Countdown: Day -6 (November 15th) & Day -5 (November 16th)

Day -6 started out on a high note.  John was alert and motivated to start checking tasks off his list.  I used window markers to make a checklist (who doesn’t love a list) for him.  Everyday he needs to walk around the transplant floor 5 times (11 times is a mile), rinse with his mouth care washes 3 times a day, breath into his respiratory device (acapella) 3 times a day, and take a betadine bath 2 times daily.  So, off we went for our walk.  John was walking as slow as molasses and his ankles were buckling in but he was up and walking.  Times like this allow John and me to have some heart-to-heart discussions.  I expressed how hopeful the team was that my stem cells, memory cells and NK cells would do the trick and wipe out his leukemia.  He looked at me with the sweetest face and said, “please don’t feel badly if your cells don’t work, it won’t be your fault”.  My throat went dry and my heart sank.  My sadness was two fold: he was thinking about the transplant not being successful and he was thinking about how I would feel if it didn’t bring him his cure.  I tried to keep my composure and let John know that we all believe this is the answer to our prayers and that being a part of the process is an honor!  The walked ended a short time later with wink and a smile.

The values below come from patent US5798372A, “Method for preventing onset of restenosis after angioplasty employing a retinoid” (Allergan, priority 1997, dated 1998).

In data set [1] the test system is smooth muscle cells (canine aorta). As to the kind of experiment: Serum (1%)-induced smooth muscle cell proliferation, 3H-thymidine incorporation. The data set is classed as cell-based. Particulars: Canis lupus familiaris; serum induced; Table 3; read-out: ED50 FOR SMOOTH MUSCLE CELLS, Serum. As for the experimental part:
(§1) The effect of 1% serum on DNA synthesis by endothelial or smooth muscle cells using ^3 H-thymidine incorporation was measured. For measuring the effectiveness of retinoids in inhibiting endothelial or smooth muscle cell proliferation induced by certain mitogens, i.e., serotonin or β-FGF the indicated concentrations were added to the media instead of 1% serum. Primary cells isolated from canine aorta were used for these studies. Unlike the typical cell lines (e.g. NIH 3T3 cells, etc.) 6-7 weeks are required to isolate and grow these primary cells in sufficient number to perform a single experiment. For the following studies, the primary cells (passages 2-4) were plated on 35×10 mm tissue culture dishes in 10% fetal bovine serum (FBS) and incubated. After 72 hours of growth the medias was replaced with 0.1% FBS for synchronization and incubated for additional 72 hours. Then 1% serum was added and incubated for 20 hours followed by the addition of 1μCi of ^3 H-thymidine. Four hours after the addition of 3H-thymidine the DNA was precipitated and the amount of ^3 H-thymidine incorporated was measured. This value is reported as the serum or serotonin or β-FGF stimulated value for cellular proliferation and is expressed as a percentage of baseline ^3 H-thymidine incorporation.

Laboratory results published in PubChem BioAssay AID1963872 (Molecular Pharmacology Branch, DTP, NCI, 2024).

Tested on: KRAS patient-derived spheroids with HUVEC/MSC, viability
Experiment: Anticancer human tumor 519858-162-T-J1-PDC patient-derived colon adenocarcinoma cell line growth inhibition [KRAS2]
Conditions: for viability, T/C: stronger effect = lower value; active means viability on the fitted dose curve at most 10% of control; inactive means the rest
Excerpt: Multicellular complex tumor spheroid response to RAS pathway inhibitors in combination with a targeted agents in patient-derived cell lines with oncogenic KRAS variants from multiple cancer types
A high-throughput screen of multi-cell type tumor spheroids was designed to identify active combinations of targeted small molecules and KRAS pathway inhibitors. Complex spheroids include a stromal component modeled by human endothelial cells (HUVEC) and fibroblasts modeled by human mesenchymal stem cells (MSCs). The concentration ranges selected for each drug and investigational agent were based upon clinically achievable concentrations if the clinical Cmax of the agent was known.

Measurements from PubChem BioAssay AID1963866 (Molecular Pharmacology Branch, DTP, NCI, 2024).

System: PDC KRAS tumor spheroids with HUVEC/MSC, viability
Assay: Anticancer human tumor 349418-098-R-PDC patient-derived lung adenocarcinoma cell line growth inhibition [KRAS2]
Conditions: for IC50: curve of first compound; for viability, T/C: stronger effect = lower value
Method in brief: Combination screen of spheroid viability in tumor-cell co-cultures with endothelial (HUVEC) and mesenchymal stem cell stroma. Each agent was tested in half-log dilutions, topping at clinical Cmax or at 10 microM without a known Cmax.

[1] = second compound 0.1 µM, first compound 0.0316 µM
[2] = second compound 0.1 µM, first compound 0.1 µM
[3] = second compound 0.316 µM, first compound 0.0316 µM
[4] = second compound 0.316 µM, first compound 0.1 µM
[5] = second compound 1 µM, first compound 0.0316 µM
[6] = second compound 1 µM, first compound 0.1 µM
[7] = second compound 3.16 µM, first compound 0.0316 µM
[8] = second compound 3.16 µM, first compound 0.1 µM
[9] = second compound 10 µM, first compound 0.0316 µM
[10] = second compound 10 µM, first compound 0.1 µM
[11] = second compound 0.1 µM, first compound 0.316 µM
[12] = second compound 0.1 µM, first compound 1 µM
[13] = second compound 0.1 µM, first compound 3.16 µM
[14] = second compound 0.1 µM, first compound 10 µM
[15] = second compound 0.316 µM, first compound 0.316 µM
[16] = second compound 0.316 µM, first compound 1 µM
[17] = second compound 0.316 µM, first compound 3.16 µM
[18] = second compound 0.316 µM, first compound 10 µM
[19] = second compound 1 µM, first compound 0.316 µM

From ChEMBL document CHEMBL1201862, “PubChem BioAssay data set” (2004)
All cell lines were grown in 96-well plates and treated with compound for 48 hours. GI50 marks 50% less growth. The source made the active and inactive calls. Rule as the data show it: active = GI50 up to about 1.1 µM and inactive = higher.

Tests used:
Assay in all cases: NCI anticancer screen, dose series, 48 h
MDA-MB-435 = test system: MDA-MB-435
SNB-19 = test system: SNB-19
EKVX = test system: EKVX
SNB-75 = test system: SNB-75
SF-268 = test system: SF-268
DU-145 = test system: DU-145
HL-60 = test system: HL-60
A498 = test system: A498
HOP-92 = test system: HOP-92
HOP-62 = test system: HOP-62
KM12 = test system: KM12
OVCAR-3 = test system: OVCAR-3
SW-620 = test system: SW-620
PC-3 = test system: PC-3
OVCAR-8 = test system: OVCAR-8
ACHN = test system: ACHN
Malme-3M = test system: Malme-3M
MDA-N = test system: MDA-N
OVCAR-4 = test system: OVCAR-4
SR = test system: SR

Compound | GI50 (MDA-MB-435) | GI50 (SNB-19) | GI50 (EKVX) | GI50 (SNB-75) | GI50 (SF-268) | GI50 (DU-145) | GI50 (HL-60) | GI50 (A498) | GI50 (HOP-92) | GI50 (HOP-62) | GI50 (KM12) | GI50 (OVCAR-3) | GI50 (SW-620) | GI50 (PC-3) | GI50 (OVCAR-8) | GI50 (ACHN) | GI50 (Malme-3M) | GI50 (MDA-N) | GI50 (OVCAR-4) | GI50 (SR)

His day -6 chemotherapy was an old nemesis, Cyclophosphamid.  Even small doses in the past have made John very sick.  Well yesterday’s dose was very high.  He almost instantly started feeling sick.  The nausea, vomiting and diarrhea lasted through the night.  On top of the horrible side effects he was required to empty his bladder every two hours (to prevent the bladder from bleeding). Given the amount of narcotics he was on, he was having issues with urine retention.  Ugh, it caused a lot of anxiety and a lot of additional tears.  We are all mentally and physically exhausted.  Day -6 was Hell.

Day -5 chemotherapy is complete.  John has tolerated Fludarabine in the past but he’s still very nauseated from yesterday’s therapy.  His body is just so tired and beaten down.  He is currently resting comfortably, thanks to the numerous different medications running through body.  But, things change rapidly around here. 

I began my daily G-CSF shots this morning – they are used to stimulate the bone marrow, producing lots of stems cells and releasing them into the blood stream so there will be lot to harvest! 

The countdown to transplant continues. 

Thank you for your faithful prayers.

 Love, Kathy